HOW TO AVOID A BOOK SUMMARY
Some writers can complete a book summary in less than hour. I am not one of those writers. I need days — maybe weeks — to piece together a book summary. Summarizing an entire book in three to four short paragraphs can be hard. Sometimes I know what I want to say but have trouble getting the ideas on paper. Other times, I don’t know what to say and completely ignore the assignment. I’m really good at procrastinating because summaries are not my favorite projects.
Sometimes I am determined to work on the summary, but once I’m at my computer, more important matters take over. Reading my sisters’ blogs. Cleaning the litterboxes. Washing the dirty dishes. Vacuuming the apartment. Taking out the trash. Working on my blog. Yelling at the contestants on “Chain Reaction.” Cleaning the bathroom. Brushing the cats. Watering my tiny little plant. Thinking about whether I should do laundry. Thinking about all the unfinished projects. See? My days are pretty filled.
Why do I dislike writing summaries so much? Condensing the story into three to four riveting paragraphs that will capture the reader’s attention and interest to buy the book. No pressure. No pressure at all. If the summary doesn’t interest me, I’m not going to read the book. In my opinion, the first two sentences are crucial. I’ve put books back on the shelf when I lose interest after reading the first couple of sentences or the first paragraph. After looking at the book cover, I immediately look for the summary.
I spent weeks on writing a summary for “Vodka Four.” Even after I had written the bulk of the summary, I revised — or polished — it so many times. At one point I have to say, “This summary is good enough,” but in my mind, I feel I can continually improve it somehow. I am happy with the “Vodka Four” summary. I think it’s witty and pretty much sums up the book well. If I re-released the book, I would probably make a few changes here and there. But for the most part, the summary makes me happy.
Think about the following sentences for just a moment. SENTENCE A: Madeline, Avery, and Nikki are strangers to each other, but they have one thing in common. SENTENCE B: In the middle of the year, in the middle of her life, Bethanne Hamlin takes a road trip with her daughter, Annie, and her former mother-in-law, Ruth. SENTENCE C: Linda Davis’s local fabric shop is a place where women gather to share their creations: quilts commemorating important events in their lives. Wedding quilts, baby quilts, memorial quilts — each is bound tight with dreams, hopes and yearnings. Out of the three first sentences: Which makes you want to read more about the book?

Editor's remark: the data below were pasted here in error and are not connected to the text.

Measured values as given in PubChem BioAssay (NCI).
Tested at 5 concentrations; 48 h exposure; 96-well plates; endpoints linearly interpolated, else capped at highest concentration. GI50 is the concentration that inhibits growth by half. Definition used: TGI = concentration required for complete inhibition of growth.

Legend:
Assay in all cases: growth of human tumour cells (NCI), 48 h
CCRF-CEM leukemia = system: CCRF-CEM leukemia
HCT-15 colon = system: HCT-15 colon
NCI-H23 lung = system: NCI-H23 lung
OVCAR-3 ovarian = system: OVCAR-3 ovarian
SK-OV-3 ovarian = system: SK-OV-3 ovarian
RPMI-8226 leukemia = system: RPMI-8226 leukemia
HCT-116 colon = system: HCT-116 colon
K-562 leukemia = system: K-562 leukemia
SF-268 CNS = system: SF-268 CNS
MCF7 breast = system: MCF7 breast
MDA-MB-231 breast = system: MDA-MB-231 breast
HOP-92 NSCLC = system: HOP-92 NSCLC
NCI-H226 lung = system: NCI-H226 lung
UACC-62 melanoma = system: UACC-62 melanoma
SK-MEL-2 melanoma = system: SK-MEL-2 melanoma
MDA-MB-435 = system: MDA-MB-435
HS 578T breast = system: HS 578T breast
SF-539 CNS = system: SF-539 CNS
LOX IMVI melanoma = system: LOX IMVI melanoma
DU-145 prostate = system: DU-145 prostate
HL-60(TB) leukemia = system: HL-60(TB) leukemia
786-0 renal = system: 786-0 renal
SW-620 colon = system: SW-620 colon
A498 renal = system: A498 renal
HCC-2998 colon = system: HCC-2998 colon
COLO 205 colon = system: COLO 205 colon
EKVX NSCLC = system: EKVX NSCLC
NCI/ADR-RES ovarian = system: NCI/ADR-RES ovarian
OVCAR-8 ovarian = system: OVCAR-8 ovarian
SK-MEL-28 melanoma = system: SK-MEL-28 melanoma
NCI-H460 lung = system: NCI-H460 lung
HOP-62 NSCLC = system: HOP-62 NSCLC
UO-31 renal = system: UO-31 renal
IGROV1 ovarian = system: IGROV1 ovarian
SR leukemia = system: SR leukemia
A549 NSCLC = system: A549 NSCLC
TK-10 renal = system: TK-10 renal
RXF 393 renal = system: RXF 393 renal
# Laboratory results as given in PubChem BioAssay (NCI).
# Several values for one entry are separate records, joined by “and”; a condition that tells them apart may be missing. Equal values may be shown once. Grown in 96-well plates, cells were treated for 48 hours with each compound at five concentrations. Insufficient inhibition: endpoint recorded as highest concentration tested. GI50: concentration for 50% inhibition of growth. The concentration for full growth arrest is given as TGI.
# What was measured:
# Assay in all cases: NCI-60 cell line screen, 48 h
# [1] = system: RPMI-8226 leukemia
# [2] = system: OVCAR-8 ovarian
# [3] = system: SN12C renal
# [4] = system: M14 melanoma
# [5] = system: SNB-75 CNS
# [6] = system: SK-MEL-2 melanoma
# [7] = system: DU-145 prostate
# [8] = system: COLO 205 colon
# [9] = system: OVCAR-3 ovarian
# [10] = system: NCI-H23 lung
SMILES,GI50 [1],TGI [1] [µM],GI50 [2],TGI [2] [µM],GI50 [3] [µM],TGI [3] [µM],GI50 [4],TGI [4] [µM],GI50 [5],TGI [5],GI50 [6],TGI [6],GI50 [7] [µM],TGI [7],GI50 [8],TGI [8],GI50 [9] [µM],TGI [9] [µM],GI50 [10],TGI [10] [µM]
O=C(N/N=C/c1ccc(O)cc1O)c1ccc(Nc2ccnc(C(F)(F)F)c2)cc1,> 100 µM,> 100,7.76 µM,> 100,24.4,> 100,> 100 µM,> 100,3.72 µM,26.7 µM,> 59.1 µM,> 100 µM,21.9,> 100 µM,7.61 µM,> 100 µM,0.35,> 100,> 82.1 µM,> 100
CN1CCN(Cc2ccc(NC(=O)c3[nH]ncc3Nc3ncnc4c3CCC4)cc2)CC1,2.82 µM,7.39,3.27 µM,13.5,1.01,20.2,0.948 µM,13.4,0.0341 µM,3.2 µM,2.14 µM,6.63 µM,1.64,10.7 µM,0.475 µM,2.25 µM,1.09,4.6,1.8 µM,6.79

For me, SENTENCE A grabbed my attention. What do the three women have in common? OK, I’m going to read the next sentence. SENTENCE B made me wonder why the main character is taking a road trip with her daughter and former mother-in-law. The longer I read the summary, the more likely I’m going to read the actual book. I know friends and family are obligated to buy my book because well, they know me and want to support me. And I say THANK YOU! But what the other people who don’t know Jennifer Elliott? What happens when my books end up in the bargain bin or dollar store? Even for $5 or less, I want people to still buy and read my book.
I also put too much pressure on myself. If I’m not interested in reading my book summary, then I highly doubt other people will want to read it. I want something smart, funny, and witty and can most everything about the book in just a few words. Too much to ask for? I think so. The best process for me is to lay down my foundation of the book and work around that. Bits and pieces of the summary usually come to me when I least expect it. I’m always looking for ways to improve it.
In a perfect world, I would be able to write a smart, funny, and witty book summary in less than an hour and be done with it. No rewrites. No polishing. Done. However, I don’t live in a perfect world and deal with writing summaries. Blech. Until the process becomes a little easier or something, I’m going to avoid them until it’s no longer possible. Because I highly doubt I can sell a book without a summary. Would you buy a book if the back cover was completely blank? Me neither.
I probably should end this post and work on my summary, but first, I should check if my sisters took their turns in Words with Friends.
Categories: Jennifer Elliott